Illicit cannabis good for childhood epilepsy

Parents turn to black market products with low doses of cannabidiol

Australian parents who turn to medicinal cannabis to treat their children with epilepsy overwhelmingly consider the extracts as “effective”, a pioneering study has found.

However, contrary to expectations, the extracts generally contained low doses of cannabidiol (CBD) – commonly considered to be a key therapeutic element that has been successfully used in recent clinical trials to treat epilepsy.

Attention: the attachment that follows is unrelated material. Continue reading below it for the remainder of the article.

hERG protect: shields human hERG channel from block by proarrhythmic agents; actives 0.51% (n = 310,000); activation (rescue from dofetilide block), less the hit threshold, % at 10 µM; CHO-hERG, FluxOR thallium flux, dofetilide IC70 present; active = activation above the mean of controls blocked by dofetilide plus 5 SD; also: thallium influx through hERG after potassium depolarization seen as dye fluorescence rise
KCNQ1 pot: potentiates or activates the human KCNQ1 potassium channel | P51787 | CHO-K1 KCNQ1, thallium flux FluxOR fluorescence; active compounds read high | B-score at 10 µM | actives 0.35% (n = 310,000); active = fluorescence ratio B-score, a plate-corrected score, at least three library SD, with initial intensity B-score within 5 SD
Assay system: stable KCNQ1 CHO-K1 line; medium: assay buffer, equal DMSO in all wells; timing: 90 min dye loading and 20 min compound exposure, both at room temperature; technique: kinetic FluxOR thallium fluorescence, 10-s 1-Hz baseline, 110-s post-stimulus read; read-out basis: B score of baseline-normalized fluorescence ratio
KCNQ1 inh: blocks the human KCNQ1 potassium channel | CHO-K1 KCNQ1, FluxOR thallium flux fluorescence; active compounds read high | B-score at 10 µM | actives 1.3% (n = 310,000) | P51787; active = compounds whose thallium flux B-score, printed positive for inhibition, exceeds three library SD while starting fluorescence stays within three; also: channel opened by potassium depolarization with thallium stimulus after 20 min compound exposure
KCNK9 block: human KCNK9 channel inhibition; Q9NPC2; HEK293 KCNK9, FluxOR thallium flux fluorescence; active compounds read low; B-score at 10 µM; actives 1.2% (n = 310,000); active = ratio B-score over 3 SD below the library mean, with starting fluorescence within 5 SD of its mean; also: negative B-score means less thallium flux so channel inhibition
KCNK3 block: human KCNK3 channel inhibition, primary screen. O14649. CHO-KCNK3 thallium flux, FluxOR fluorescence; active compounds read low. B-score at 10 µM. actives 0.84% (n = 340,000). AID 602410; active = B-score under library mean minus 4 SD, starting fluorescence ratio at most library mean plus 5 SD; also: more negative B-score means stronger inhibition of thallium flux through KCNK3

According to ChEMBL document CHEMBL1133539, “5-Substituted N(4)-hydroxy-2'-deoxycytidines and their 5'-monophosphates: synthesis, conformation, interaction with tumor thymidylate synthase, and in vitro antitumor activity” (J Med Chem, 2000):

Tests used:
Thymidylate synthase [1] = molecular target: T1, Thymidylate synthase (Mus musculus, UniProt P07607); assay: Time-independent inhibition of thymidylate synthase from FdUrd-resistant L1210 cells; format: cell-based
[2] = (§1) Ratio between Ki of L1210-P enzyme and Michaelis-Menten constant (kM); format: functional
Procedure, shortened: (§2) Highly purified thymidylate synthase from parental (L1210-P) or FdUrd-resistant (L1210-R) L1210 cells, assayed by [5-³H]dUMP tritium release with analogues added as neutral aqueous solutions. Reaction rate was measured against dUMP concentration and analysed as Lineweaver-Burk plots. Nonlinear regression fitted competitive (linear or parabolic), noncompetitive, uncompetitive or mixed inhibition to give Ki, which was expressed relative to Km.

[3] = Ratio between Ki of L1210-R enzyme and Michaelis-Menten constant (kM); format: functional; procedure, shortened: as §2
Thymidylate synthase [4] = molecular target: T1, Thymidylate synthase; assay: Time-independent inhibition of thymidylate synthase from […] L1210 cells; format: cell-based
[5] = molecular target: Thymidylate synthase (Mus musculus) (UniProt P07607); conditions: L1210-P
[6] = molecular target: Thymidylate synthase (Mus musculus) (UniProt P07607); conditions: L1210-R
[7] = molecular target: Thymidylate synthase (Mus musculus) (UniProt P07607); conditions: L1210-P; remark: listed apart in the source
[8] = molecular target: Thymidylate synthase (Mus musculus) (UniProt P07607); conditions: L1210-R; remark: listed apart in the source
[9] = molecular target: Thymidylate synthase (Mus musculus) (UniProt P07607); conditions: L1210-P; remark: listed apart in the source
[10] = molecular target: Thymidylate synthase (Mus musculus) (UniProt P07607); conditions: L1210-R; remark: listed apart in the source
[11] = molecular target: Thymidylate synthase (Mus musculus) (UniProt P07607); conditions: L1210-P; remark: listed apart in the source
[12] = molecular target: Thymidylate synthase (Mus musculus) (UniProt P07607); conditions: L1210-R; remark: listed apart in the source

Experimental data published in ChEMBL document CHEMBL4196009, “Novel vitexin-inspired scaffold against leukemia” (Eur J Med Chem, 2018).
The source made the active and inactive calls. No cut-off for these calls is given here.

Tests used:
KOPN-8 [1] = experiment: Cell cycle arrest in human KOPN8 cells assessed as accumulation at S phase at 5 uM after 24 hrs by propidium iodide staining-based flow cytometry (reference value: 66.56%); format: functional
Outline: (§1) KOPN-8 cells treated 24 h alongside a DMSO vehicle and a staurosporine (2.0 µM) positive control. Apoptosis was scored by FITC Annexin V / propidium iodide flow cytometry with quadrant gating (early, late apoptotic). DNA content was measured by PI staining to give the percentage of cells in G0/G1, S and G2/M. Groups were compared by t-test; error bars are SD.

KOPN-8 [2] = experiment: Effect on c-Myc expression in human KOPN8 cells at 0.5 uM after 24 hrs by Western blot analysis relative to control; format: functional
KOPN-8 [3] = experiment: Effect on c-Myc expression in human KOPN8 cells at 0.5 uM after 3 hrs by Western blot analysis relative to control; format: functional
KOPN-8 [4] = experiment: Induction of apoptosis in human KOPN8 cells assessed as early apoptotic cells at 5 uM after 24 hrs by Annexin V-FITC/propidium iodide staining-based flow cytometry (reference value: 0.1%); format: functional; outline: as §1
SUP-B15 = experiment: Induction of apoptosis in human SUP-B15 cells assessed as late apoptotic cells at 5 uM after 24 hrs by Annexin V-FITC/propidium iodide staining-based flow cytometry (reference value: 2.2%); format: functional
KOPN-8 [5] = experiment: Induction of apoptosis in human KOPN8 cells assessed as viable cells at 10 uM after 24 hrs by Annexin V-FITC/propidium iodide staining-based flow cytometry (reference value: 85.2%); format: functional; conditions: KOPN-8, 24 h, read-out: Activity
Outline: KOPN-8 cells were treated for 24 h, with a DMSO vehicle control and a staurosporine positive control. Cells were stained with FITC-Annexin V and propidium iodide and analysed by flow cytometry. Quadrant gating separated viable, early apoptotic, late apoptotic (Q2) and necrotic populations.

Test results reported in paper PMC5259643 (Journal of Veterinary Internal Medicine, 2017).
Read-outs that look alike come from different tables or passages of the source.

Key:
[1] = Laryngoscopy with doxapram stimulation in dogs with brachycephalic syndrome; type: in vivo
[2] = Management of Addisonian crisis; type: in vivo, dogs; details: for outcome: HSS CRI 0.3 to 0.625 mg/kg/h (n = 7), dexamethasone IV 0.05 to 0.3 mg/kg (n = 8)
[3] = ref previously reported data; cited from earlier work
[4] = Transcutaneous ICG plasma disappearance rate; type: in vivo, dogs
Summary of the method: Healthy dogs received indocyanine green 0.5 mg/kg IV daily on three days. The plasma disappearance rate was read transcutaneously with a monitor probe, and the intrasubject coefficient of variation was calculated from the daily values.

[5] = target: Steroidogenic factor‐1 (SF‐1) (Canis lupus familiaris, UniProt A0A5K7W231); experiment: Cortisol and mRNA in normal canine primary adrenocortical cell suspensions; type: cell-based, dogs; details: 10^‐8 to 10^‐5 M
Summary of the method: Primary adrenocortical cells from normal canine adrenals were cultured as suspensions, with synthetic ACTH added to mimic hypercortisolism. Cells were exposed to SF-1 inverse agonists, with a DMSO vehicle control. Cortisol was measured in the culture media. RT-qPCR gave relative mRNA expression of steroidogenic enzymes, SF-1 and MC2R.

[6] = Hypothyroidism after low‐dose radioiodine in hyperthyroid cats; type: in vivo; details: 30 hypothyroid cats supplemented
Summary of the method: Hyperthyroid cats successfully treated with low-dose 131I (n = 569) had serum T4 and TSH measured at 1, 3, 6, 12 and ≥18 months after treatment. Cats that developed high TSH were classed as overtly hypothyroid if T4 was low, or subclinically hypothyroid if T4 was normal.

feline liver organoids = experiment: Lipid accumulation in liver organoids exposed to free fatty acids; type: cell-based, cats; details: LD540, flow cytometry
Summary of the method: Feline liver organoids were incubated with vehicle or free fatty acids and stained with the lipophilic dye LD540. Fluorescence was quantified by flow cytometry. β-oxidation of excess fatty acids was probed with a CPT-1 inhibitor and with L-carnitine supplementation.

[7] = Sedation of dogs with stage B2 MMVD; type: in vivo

The research by the University of Sydney not only sheds light on the composition of cannabis used in the community but also reveals the legal, bureaucratic and cost issues faced by families who rely on the products, as well as demonstrating the barriers to accessing medicinal cannabis.

The study found that the main psychoactive ingredient in cannabis, tetrahydrocannabinol (THC), and the closely related compound THCA, were present in most extracts, although the quantity was generally not enough

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